I’m standing firm in the sunshine in Grantchester village hall, arms out ahead of me, palm to palm with a partner . Pushing against his hands, using my body strength to match his, to resist his. To exercise my boundary-keeping.
Or, I’m standing, slightly slouching in a lanky, pre-teen way (“all bones and elbows” said my big sister), in a confectionery shop, spoilt for choice at all the enticing coloours, the array of shapes. There is a pervading fragrance of caramelised sugar, a heaviness of saturated pastry (this is 1965), a subtlety of baked almonds. How can anyone resist? How can I choose?
Or, I’m sitting across a desk from two suited men, on a dampish morning in January. I’ve just had a cup of milky coffee and a sausage roll in the Institute canteen, a pre-interview treat from an unsuited and unsuitable man. He has recognised me from the choir in which I sing alto, and where he (lustily) sings bass. I am wearing my alluring damson coloured maxi-coat and the PVC boots (this is 1971) that will split soon after.
The man who is interviewing me (and who’ll soon move away north to take up a professorship, abandoning me before I even take up the studentship) is Dr Gordon Russell is in the middle of the second-to back row. We don’t meet until 21 years after this photo is taken.
He explains that they are interested in finding the mechanism by which a particular variety of wheat, bred in Cambridge in the 1900s, has somehow maintained a resistance to yellow rust disease. This is a serious cereal pathogen, but Little Joss shows a durable, lasting resistance. That’s despite other, more productive varieties’ susceptibility to rapidly-evolving strains of the fungus. The other man, whose jacket is much lighter than his trousers, chews the end of his specs and tilts back his chair, scrutinising me as I plant the case for my suitability, nay desirability, for the project. He becomes a friend, albeit at a much more senior rank, and on at least one occasion in his frustration at my obstinate temperament bursts out with “You’re a little buggar aren’t you?”
Or, a friend shares with me a deep unease about a significant relationship. I feel for her, a heaviness lodging itself in my chest, like an obstacle that resists any attempt to push it away. She’s facing an immovability, a resistance, to moving on. And together we recognise an inner resistance to change, and it’s called fear.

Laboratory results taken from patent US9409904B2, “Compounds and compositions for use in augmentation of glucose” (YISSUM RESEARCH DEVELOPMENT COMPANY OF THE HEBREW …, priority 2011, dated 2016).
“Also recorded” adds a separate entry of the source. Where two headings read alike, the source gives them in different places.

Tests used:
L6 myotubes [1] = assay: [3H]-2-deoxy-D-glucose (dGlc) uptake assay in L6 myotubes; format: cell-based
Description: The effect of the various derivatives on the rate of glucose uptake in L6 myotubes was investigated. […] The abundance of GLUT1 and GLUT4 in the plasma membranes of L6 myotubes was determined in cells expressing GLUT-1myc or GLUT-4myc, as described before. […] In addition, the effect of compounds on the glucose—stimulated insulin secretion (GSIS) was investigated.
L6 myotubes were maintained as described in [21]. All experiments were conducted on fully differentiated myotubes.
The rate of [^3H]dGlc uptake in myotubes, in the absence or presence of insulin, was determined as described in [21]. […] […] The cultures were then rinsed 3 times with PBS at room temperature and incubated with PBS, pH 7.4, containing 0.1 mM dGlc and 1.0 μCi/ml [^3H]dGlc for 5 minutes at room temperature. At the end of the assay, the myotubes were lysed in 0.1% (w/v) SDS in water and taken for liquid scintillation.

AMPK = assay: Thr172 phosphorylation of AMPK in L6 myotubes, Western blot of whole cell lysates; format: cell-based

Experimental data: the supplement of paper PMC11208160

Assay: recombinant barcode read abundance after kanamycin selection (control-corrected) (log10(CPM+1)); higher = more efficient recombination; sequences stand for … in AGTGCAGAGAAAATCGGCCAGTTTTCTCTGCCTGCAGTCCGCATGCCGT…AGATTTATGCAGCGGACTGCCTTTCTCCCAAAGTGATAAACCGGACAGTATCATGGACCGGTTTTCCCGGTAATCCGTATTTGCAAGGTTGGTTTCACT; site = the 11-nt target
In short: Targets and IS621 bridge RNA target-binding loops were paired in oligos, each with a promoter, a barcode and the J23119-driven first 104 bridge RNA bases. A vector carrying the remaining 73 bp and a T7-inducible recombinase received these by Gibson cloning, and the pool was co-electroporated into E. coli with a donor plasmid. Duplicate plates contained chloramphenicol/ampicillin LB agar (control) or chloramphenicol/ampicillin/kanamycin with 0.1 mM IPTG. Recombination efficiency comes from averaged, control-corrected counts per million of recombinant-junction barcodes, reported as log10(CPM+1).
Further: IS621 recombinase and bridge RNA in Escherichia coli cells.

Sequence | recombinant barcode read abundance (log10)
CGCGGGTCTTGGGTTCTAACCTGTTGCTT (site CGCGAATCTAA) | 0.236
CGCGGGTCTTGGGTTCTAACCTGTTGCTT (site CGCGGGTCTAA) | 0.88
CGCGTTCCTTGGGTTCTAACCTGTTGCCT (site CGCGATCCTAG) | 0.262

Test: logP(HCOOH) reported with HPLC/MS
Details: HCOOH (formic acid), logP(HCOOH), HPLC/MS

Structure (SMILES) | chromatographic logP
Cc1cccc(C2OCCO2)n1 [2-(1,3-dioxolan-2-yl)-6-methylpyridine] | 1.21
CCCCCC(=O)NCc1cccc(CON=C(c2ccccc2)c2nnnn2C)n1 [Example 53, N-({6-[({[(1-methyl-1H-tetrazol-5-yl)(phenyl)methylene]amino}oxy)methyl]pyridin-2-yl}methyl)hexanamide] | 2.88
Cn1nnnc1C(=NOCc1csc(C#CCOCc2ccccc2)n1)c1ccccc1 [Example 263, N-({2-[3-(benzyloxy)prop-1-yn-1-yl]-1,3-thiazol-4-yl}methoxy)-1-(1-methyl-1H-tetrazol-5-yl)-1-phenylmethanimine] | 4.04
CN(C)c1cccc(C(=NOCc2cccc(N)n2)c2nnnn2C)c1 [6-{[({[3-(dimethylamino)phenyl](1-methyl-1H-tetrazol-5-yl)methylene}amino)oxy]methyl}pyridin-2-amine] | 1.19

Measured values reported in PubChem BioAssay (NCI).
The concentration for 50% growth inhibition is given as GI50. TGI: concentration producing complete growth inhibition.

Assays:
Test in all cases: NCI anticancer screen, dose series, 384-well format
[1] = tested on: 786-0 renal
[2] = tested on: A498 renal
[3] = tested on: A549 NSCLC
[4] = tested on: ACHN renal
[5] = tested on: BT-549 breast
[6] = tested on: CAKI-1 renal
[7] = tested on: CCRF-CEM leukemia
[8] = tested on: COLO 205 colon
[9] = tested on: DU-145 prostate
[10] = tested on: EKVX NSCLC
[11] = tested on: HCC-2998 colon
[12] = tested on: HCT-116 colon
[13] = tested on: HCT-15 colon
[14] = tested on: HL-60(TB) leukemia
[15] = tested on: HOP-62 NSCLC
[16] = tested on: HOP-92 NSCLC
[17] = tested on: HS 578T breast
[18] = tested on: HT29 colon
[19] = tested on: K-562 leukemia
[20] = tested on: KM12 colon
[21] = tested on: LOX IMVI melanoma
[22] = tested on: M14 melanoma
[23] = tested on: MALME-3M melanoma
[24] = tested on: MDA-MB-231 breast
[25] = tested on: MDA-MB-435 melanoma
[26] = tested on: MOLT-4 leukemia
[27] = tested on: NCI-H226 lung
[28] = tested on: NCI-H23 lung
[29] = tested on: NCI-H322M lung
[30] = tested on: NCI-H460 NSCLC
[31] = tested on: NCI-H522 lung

Four versions of resisting. Or at least, striving to investigate resistance in four of its manifestations.
Which is what we are going to do today:
Writing without hesitation or resistance in your ThoughtBook, complete several of the following phrases, at least once and up to thrice per phrase.
I am resistant to the notion of …
I can’t resist …
I can’t resist taking a …
I feel an intuitive resistance to …
I find it easier to resist …….. than …
I find it easier to resist …….. if …
I have a healthy resistance to …
Of course there are other ways that Resistance can be used…
including as a means of subterfuge in warfare, as in the French Resistance movement during World War 2.
Many books have been written about that, some of which you may have read, or watched in film adaptations . You can list some of those below, or follow the link above to access Literature and Culture, section 8.3 and Popular Culture, section 10 in the Wikipedia article.
Book and film library
Benefits of ‘resistance’
In other ‘writing our way whole’ sessions such as this, we have used as a resource the words that we can find hidden within another, topical, word.
So how many words can you find concealed within “resistance” or by rearranging any of the letters it contains? Just now I’m leaving this for you to do, although I may weaken and add a few of what I’ve found, under Further Resources. But not tonight: it’s getting late and I have better things to do than staying up until midnight playing solitary word games.
What time is it, and in what country, when you read this?
Do let me know!
By now you know what Golden Threads are, or if you are new to this game, you could read this earlier post to get up to speed, or even to reach escape velocity.
You may have stumbled upon your own Golden Thread prompts from the Brain Dump activity. Or my introductory stories may have triggered memories or associations from your own experience.
Or you might select a word – or a cluster of words – from the list you created from the “Benefits of ‘resistance’ ” exercise above.
And if you are really resistant to threading your gold in that way, then perhaps exam questions are more your style. Test yourself with these essay titles, and please submit your anwers in the Comments Section to this blog.
Just don’t expect me to stay up all night grading your assignments.
|The first water-resistant material to be invented was …|
|“Resistance is futile.” Discuss|
|An investigation into the resistance of a sub-group of teenagers to putting various items anywhere other than the bedroom floor, a study including the characterisation of this particular sub-group, and an examination of the variousness of items so deposited.|
|The wax-resist process of patterning textiles by dyeing involves the use of …|
And please don’t forget to count your blessings before you go to bed, up to at least three:
Today I am grateful for: